Dilaudid Addiction & Abuse
Dilaudid is a brand name for the semisynthetic opioid known as hydromorphone. A derivative of morphine, the narcotic is used primarily for the treatment of various types of pain, including post-surgical pain and other types of post-surgical pain.
Because of its relative potency, hydromorphone is commonly used for patients who have exhibited tolerance to other opioids. It is available in multiple formulations, including liquid, tablet and injectable doses.
There risks of Dilaudid are similar to those of other medications in the opioid family. This class of drugs is generally high risk for developing dependence, but strong versions like Dilaudid pose a particular risk. As the drug is often prescribed to those who already exhibit opioid tolerance, abuse can be a primary concern.
Additionally, many opioids can slow breathing. Those taking potent formulations like hydromorphone are at increased risk for dangerous side effects dramatically affecting respiration. Overdoses of the drug can severely slow or even stop breathing, with potentially lethal results.
An individual suffering from a dependency to Dilaudid may experience physical and mental withdrawal symptoms. These symptoms range in severity depending upon the frequency of use and overall level of abuse. Withdrawal symptoms can arise anywhere from 12-48 hours after the last use and are most severe for the first few days. The following are common withdrawal symptoms associated with Fentanyl detox.
Withdrawal from Dilaudid can range in severity depending on a number of factors, including:
- Length of use: following prolonged use, the body typically can develop increasing dependence on medication. The longer the drug is used, the more severe withdrawal symptoms are likely to be.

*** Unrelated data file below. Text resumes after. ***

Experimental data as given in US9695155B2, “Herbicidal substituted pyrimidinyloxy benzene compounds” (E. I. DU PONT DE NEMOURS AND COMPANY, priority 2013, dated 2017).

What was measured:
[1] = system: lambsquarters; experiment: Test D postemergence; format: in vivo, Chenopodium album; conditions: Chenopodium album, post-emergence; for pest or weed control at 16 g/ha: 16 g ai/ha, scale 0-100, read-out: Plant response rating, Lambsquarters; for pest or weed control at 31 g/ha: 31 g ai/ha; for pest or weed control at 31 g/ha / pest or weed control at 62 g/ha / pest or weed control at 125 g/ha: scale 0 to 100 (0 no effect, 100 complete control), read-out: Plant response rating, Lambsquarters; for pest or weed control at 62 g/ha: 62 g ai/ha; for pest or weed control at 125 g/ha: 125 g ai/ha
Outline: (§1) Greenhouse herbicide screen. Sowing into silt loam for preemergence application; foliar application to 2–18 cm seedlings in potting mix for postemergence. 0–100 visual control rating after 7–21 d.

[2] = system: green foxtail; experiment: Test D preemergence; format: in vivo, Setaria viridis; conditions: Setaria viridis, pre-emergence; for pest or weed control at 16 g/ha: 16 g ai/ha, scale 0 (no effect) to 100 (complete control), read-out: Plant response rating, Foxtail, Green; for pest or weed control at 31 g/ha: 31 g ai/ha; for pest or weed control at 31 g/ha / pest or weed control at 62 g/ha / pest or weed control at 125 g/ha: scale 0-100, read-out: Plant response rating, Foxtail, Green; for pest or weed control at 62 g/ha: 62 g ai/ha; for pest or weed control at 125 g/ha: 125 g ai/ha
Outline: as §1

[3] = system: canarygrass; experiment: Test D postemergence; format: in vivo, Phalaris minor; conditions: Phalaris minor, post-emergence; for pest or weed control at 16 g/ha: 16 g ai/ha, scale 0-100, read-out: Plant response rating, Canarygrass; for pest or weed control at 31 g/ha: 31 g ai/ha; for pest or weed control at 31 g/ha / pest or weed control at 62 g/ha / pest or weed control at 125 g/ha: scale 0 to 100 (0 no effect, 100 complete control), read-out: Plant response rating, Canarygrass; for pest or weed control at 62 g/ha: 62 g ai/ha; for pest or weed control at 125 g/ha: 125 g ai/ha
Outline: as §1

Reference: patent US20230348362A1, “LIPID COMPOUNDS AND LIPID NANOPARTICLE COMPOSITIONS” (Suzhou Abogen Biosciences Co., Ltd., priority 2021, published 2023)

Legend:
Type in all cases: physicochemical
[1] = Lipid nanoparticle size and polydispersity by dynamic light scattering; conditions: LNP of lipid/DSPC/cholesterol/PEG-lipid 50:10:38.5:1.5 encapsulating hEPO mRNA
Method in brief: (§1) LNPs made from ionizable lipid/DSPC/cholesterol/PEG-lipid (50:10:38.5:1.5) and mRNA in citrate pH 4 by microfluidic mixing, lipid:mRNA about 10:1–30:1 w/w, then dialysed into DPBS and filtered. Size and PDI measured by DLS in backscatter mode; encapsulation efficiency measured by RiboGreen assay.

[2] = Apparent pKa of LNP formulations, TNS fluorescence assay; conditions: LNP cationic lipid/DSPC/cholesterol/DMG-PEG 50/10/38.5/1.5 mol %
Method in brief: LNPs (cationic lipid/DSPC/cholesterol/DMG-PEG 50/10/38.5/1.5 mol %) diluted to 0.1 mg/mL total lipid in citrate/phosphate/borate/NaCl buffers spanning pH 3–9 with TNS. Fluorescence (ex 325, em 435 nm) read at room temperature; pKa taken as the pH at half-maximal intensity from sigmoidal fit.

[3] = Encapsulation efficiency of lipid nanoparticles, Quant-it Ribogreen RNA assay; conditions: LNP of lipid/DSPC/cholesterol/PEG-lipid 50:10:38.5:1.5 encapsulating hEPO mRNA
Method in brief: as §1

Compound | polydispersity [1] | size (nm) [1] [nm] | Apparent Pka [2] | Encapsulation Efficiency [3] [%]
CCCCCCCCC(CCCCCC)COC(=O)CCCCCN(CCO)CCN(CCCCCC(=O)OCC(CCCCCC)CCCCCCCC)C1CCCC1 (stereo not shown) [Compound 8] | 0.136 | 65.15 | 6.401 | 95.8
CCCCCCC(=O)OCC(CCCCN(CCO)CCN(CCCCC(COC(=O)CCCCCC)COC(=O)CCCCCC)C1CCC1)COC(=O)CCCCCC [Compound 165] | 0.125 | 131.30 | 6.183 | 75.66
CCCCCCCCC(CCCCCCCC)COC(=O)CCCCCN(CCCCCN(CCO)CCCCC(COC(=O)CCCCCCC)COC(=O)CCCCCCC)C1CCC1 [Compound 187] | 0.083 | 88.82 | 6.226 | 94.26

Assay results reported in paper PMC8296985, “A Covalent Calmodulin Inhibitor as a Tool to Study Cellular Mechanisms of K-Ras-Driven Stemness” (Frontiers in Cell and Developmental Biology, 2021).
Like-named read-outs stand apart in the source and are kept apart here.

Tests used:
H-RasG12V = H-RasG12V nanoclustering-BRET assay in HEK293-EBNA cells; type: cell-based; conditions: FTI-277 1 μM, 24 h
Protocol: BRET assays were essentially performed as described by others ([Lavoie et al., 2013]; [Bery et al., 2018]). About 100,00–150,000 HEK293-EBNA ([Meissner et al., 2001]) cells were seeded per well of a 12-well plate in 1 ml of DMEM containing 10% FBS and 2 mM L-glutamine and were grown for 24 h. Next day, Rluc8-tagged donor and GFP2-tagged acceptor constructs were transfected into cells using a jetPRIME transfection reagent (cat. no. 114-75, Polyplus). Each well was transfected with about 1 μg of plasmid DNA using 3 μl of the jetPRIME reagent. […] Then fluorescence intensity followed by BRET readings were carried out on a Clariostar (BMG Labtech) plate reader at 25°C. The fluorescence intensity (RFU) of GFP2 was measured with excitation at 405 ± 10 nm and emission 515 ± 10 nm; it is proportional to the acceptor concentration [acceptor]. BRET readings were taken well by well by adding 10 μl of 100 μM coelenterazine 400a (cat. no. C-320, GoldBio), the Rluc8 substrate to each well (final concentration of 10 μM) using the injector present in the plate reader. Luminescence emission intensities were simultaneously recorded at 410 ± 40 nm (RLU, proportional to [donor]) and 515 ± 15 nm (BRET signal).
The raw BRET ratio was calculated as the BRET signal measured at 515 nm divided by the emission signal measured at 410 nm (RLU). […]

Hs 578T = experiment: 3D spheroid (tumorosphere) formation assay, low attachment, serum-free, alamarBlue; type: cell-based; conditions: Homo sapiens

- Dosage: the amount of the drug being consumed can also affect withdrawal symptoms. Individuals will often take increasing doses as tolerance grows, which can make withdrawal worse.
- Other substance abuse: opioid use in conjunction with alcohol or other narcotics can also play a factor in the type and degree of symptoms experienced.
- Health conditions: a person’s overall physical and mental health can also play a part in how they experience withdrawal. It is especially important to consider how health risks may be increased, or how co-occurring disorders can impact symptoms.
Dilaudid withdrawal symptoms
Those suffering from a dependency to Dilaudid may experience physical and mental withdrawal symptoms. Given the potential severity of symptoms, it is important to utilize medical health professionals during this process to avoid relapse and support successful recovery. The following are common symptoms associated with Dilaudid detox:
- Drug cravings
- High blood pressure
- Intestinal spasm
- Muscle spasm or pain
- Agitation or irritability
Dilaudid detox and treatment
During detox, the body metabolizes any lingering amounts of the substance. It is usually during this period that a person will experience the onset of withdrawal symptoms and health risks are the highest. The primary objectives for the detox process are: